Declare the name, arguments, and code that form the body of a Sub procedure.
Syntax [Public [Default] | Private] Sub Name [(arglist)] [statements] [Exit Sub] [statements] End Sub
Public Indicates that the Sub procedure is accessible to all other procedures in all scripts.
Default Used only with the Public keyword in a Class block to indicate that the Sub procedure is the default method for the class. An error occurs if more than one Default procedure is specified in a class.
Private Indicates that the Sub procedure is accessible only to other procedures in the script where it is declared.
name Name of the Sub; follows standard variable naming conventions.
arglist List of variables representing arguments that are passed to the Sub procedure when it is called. Commas separate multiple variables.
statements Any group of statements to be executed within the body of the Sub procedure.
The arglist argument has the following syntax and parts: [ByVal | ByRef] varname[( )]
ByVal Indicates that the argument is passed by value.
ByRef Indicates that the argument is passed by reference. If ByVal and ByRef are omitted, the default is ByRef.
varname Name of the variable representing the argument; follows standard variable naming conventions.
Call a Sub procedure by using the procedure name followed by the argument list.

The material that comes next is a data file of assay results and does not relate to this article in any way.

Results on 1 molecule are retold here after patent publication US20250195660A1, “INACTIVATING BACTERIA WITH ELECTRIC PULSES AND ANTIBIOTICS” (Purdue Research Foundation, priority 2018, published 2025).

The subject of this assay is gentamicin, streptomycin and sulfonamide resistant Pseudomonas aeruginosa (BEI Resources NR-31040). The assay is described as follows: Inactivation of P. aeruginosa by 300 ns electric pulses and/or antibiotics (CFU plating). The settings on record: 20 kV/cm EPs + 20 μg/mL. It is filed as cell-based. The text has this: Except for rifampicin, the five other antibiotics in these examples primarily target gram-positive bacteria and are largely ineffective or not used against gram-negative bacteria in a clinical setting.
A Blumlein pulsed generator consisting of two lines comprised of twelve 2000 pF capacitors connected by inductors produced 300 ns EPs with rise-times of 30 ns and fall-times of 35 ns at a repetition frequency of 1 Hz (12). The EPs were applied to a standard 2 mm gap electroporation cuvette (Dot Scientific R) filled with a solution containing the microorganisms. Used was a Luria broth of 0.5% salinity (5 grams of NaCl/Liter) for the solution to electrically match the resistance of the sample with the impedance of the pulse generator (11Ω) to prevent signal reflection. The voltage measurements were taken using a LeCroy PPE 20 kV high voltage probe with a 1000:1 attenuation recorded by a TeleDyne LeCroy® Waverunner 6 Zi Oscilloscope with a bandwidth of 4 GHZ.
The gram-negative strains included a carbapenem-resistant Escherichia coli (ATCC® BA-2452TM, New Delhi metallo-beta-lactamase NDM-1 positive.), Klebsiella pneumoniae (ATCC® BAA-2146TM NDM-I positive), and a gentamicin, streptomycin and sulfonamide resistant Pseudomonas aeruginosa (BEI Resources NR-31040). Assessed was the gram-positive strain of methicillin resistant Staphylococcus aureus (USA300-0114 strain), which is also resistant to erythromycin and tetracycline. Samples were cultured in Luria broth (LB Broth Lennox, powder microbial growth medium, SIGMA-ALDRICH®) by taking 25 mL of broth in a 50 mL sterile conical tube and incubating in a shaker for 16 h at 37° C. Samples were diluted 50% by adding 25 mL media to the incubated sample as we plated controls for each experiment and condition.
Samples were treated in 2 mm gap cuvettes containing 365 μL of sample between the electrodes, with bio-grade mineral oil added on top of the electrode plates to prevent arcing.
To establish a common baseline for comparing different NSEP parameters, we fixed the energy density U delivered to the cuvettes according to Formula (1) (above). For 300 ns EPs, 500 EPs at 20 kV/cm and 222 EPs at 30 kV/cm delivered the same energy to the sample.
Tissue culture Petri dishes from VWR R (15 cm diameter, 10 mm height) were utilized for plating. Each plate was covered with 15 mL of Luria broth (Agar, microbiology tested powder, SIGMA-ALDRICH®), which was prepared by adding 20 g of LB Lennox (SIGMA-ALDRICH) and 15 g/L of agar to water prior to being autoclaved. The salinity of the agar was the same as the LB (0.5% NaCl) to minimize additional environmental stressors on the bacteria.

Like a Function procedure, a Sub procedure is a separate procedure that can take arguments, perform a series of statements, and change the value of its arguments.A Sub procedure does not return a value, so it cannot be used in an expression.
If not explicitly specified using either Public or Private, Sub procedures are public by default.
The Exit Sub statement causes an immediate exit from a Sub procedure. Program execution continues with the statement that follows the statement that called the Sub procedure. Any number of Exit Sub statements can appear anywhere in a Sub procedure.
Demo 64, 6 Sub Demo(value1, value2) Dim intAnswer intAnswer = value1 + value2 MsgBox "The sum is: " & intAnswer End Sub
“A man practices the art of adventure when he breaks the chain of routine and renews his life through reading new books, traveling to new places, making new friends, taking up new hobbies and adopting new viewpoints” ~ Wilfred Peterson
Exit - Exit a subroutine